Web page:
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Wrest assured, 'tis a good one! - 75%

crypticmyth, June 11th, 2008

Massive Conspiracy Against All Life? What kind of a name is that? I wonder whether it has something to do with all the d00ds from McDonald's peeing into our food. Regardless of the dull name, Wrest brings forth a very lively album. The first thing you notice when the opening track Vesture Dipped In The Blood Of Morning erupts is that the production has gotten cleaner by more than a few notches. Also, its clear that a real drumkit was used on most of the tracks this time - which sounds great, despite being low in the mix. But the most noticeable aspect is that Wrest has been taking French lessons.

There are all sorts of riffs on this album. Many atonal/dissonant/convoluted/offbeat riffs (which were never as pronounced or as chaotic in the older albums) throng the album, and I believe this is attributable to black metal darlings, Deathspell Omega and their now-forgotten brethren Blut Aus Nord. Some of them even bring to mind names like Immolation , which shows the diversity on the album. There are less ambient/clean moments than on Tentacles Of Whorror but the ones that are present are engaging for the most part. These too bear a resemblance with some of the quieter passages produced by the aforementioned French bands (Procession Of Dead Clowns and Kenose I came to mind when I heard the 13 minute, Noisome Ash Crown). Apart from these, you have your standard tremolo picked riffs to keep the old-school touch which was always featured on the past catalog. But all of these are densely layered and have all sorts of twisted notes hanging above them like sharply cut pieces of glass on an already vicious wall of sound. These piercing riffs are interspersed with the dirge-like, doomy riffs that Leviathan are known for.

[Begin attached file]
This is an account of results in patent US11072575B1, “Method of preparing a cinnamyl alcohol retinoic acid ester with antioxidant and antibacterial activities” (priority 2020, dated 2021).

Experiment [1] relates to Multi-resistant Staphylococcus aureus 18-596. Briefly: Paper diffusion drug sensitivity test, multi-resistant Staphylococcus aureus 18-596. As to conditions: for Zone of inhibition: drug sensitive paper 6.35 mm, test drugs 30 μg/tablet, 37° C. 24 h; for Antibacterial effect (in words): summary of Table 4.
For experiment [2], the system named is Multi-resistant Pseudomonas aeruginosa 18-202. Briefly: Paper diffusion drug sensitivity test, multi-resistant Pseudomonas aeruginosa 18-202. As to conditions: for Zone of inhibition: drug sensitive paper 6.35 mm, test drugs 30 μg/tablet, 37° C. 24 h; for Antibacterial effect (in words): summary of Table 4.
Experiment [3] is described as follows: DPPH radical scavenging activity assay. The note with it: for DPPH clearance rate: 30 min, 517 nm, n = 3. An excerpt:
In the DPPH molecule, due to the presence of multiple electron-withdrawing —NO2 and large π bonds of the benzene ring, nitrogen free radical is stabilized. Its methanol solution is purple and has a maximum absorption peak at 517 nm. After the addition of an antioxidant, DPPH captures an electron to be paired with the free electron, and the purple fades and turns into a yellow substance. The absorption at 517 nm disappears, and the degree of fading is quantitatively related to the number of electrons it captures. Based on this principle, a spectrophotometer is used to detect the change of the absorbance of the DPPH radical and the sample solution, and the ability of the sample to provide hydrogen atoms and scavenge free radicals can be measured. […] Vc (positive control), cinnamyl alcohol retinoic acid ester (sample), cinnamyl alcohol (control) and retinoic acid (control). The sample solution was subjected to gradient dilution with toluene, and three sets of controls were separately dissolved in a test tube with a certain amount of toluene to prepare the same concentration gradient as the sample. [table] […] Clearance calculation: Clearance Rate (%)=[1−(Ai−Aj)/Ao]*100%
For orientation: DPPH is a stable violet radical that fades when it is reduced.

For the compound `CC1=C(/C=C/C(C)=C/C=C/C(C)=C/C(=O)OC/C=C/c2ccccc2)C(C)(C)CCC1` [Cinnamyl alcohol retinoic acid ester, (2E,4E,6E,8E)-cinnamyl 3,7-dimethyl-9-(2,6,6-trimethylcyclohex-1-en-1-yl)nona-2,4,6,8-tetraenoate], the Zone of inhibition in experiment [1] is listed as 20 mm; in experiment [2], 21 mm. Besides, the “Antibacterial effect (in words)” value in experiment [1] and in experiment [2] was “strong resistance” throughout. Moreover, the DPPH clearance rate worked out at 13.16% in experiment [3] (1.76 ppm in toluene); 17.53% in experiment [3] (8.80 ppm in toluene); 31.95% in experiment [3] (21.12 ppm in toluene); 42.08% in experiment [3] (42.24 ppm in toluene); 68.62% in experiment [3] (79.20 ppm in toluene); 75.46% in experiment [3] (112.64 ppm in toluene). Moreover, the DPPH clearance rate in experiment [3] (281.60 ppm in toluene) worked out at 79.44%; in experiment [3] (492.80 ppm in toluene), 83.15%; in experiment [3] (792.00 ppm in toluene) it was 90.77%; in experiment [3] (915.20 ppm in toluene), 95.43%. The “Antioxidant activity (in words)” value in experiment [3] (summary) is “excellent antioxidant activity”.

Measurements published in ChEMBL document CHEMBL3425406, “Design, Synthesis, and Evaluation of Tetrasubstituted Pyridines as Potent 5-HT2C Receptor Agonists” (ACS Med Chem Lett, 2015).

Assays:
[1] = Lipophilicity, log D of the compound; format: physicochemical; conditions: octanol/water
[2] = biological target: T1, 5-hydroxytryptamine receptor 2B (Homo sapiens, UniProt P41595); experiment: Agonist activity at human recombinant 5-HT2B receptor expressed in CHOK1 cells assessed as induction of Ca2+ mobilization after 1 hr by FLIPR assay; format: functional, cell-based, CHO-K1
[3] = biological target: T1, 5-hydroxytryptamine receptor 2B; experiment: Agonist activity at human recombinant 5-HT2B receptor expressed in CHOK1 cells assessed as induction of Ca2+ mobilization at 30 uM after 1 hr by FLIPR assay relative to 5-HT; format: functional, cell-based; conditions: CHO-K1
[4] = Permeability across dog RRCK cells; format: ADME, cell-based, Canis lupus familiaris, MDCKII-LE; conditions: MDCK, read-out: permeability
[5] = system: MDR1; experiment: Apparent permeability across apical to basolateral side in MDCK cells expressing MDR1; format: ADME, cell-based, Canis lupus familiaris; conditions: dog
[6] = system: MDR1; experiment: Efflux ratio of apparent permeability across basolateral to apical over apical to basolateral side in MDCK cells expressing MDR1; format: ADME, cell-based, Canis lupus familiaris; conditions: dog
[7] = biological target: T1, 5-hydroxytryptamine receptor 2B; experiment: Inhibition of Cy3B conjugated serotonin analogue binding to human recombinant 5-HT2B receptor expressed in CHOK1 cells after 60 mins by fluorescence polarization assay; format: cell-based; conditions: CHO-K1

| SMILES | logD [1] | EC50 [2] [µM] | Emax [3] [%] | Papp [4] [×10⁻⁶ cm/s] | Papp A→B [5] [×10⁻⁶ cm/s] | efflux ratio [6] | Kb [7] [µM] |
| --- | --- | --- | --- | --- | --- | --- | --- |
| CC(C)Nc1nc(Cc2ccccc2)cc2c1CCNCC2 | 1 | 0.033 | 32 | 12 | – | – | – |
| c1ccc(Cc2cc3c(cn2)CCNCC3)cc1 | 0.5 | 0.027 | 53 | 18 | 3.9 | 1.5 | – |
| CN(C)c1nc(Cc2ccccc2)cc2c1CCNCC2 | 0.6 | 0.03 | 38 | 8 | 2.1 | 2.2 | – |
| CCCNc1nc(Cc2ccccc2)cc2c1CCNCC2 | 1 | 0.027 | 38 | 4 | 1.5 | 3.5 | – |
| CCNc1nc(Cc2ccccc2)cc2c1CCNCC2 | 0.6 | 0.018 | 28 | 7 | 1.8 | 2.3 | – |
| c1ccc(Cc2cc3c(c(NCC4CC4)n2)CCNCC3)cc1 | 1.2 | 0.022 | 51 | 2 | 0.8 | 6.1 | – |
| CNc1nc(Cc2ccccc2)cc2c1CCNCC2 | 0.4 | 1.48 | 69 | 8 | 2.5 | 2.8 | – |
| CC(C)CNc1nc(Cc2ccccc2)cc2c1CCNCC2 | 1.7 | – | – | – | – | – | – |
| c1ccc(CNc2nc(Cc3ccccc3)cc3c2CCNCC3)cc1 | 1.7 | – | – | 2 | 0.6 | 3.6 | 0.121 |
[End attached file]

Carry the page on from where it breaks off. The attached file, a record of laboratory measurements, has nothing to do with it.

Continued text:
Wrest is a talented person alright. The drumming on the album is top notch - the best it has ever been. The vocals aren't nearly as acidic as they were on the previous albums and are quite low in the mix, comparatively. Again, a DsO influence, one can say. This maybe a problem for some of you, but I had no issues with it. Another departure from the previous albums, the familiar lush bass sound is nowhere to be found, nor are the in-your-face bass lines, which was a negative. Summing up, if you've never heard any of Wrest's previous efforts then this is as good a place to start as any. This is supposed to be Leviathan's last album (due to differences with Moribund), and Wrest will concentrate solely on Lurker Of Chalice (which I happen to be a greater fan of) from now on. Well, Massive Conspiracy Against All Life is a definite high point to end on for a band that will go down as a great in USBM history.

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